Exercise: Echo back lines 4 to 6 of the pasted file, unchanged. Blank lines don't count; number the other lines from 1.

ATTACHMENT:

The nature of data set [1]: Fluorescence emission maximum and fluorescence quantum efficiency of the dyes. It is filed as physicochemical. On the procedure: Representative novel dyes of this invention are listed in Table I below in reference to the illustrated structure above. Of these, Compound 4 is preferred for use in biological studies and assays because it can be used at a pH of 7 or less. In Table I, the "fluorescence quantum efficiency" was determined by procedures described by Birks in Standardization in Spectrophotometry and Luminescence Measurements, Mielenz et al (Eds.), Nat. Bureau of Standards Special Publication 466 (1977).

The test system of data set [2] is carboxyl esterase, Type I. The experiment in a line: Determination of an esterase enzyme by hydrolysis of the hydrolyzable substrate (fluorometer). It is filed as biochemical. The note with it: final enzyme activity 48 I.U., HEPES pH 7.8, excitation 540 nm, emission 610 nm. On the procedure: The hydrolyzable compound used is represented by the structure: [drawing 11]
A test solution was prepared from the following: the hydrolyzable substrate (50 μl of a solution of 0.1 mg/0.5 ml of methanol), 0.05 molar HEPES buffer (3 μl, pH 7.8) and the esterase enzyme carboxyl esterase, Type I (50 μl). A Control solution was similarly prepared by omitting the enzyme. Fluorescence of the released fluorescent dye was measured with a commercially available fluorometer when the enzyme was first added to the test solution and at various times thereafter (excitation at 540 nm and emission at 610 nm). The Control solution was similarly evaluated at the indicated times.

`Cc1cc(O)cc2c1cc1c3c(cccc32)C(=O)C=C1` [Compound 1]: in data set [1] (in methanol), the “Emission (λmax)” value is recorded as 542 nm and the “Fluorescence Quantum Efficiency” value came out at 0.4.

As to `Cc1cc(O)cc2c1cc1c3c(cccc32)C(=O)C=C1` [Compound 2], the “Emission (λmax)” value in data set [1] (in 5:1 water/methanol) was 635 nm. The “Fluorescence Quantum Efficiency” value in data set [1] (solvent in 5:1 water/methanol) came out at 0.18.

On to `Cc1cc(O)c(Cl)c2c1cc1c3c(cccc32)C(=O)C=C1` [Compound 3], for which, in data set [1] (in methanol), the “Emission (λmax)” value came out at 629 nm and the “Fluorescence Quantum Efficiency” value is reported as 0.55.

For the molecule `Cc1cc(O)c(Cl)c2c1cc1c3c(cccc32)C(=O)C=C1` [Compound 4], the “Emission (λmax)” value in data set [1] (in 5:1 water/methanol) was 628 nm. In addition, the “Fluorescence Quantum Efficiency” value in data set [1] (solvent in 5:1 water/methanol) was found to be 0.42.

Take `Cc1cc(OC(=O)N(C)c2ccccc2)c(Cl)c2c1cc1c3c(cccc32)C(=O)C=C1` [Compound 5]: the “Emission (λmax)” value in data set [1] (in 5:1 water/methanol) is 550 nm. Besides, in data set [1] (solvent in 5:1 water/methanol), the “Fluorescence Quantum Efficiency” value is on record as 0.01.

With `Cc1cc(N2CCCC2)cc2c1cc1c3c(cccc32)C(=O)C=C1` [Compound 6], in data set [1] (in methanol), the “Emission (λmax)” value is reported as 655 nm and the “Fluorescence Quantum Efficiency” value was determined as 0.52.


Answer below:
`Cc1cc(O)cc2c1cc1c3c(cccc32)C(=O)C=C1` [Compound 1]: in data set [1] (in methanol), the “Emission (λmax)” value is recorded as 542 nm and the “Fluorescence Quantum Efficiency” value came out at 0.4.

As to `Cc1cc(O)cc2c1cc1c3c(cccc32)C(=O)C=C1` [Compound 2], the “Emission (λmax)” value in data set [1] (in 5:1 water/methanol) was 635 nm. The “Fluorescence Quantum Efficiency” value in data set [1] (solvent in 5:1 water/methanol) came out at 0.18.

On to `Cc1cc(O)c(Cl)c2c1cc1c3c(cccc32)C(=O)C=C1` [Compound 3], for which, in data set [1] (in methanol), the “Emission (λmax)” value came out at 629 nm and the “Fluorescence Quantum Efficiency” value is reported as 0.55.